September 24, 2007

USA

The rise of cricket in New Jersey

Will Luke

Cricket’s popularity in the USA continues to rise, no more so than in New Jersey according to the Daily Record.

And cricket is fast emerging in this country, after lying dormant for some two centuries under the wraps of old Philadelphia money, snoozing behind the walls of the Merion Cricket Club, or across the tracks at Quaker-strong Haverford College, where young scholars have been "cricketing" since 1833. Cities have always seen their immigrant newcomers bring pastimes to U.S. playing fields. The first recognized, modern baseball game, descended from cricket and a game called "rounders," was played in 1846 at Hoboken's Elysian Fields. […]

"The unique thing about cricket is you bring so many different peoples from so many walks of life, so many nationalities, ethnicities, religions," said Rouse, whose novel "Sticky Wicket, Volume I -- Watkins at Bat" is a cricketing story set in the imaginary Fernwood, N.J., which Rouse modeled after a Cherry Hill or an Edison. "These are people who ordinarily would not have much in common. But you mention cricket and they all can identify with it," said Rouse, a college educator. Cricket's rise is not without conflict. There are more teams vying with one another for playing space, and thereafter vying for the same space -- called "the pitch" in cricket parlance -- with other more-common sports, such as soccer or softball.

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Posted by Abbas on (May 28, 2009, 21:16 GMT)

Hi - in CLNJ league that we play in, we do have teams competing from South Jersey. Maybe you want to join one of them. It's a very organized 3 division league and we play competitive cricket. Hope this helps.

Posted by lucretia on (May 16, 2009, 3:00 GMT)

I am from Trinidad and I love cricket so much,does anyone know if there is any leagues in south jersey area Burlington County to be exact.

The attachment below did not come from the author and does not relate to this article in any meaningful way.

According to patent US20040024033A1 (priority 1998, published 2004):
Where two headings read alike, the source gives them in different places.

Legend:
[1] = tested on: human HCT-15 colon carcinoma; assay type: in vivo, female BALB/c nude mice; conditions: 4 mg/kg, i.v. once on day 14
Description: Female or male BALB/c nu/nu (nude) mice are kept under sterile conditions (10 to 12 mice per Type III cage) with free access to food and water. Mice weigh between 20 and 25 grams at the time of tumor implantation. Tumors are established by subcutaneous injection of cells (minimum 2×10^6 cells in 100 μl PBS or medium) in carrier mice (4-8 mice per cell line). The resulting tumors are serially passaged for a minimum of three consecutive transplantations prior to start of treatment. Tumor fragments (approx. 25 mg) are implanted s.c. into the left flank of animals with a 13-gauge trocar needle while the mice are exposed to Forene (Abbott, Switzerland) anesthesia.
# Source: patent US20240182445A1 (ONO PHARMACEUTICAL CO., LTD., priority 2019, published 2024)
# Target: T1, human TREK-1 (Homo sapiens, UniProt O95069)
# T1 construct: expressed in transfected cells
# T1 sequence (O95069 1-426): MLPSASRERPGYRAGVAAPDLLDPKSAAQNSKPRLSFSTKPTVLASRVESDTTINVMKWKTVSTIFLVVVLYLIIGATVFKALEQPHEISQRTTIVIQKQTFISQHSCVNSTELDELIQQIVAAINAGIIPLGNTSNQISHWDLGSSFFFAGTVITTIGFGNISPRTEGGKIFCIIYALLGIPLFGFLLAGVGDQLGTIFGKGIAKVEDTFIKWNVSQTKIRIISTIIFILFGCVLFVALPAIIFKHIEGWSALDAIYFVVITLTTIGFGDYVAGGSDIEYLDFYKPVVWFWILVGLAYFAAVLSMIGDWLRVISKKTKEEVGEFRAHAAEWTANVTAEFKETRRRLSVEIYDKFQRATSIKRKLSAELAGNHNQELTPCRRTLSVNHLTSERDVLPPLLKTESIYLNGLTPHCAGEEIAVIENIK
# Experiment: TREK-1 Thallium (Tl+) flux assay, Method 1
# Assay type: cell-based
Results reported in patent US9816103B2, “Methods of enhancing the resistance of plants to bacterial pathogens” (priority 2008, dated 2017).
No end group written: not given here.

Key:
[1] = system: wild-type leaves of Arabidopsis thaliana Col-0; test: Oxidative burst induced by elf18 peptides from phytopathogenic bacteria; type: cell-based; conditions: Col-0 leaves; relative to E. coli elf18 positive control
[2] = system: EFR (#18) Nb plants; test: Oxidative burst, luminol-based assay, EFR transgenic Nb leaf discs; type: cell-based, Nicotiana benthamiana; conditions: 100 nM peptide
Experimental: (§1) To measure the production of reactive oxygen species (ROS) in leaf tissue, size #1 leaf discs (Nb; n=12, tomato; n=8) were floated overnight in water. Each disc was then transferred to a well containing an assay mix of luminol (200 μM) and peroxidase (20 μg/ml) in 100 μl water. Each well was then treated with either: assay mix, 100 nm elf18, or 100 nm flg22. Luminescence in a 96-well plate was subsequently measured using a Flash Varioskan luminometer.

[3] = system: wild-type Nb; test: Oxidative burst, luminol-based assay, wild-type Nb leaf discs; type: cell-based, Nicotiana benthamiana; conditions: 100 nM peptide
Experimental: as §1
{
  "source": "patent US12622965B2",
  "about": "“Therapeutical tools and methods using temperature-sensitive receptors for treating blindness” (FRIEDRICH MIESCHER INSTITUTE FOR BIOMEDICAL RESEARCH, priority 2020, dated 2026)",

Posted by lucretia on (May 16, 2009, 3:00 GMT)

I am from Trinidad and I love cricket so much,does anyone know if there is any leagues in south jersey area Burlington County to be exact.

Posted by Jeremy on (June 7, 2008, 4:10 GMT)

As an englishman living in NJ for the last 4 years and now living in Denville I would be interested in anyones thoughts on how i can get involved with some local cricket. I have searched the web but its all a blur and hard to identify a "local" team or any idea of the standard of the competition.

All suggestions are welcomed

Posted by Ewart Rouse on (January 23, 2008, 18:00 GMT)

Tom Baldwin accurately reported that cricket is growing in popularity in New Jersey. The numbers speak for themselves. In 1980, there was one cricket league in the state, the New Jersey Cricket Association, and it comprised 12 clubs. Today there are four established leagues in the state with roughly 100 clubs. In addition, there are dozens of clubs throughout the state not affiliated with any league. I know this because I was one of the founding members of the first league and have been involved in organizing cricket games every since. For proof of the proliferation of clubs, one merely has to do an on-line search, using the search words "cricket" "New" "Jersey." It is true that cricket has remained a largely immigrant sport, not yet mainstream. If you read his article carefully, Baldwin never wrote that it had become mainstream. He wrote about its "emergence" after a long period of dormancy. With its rapid growth in New Jersey and in other states it eventually could become mainstream.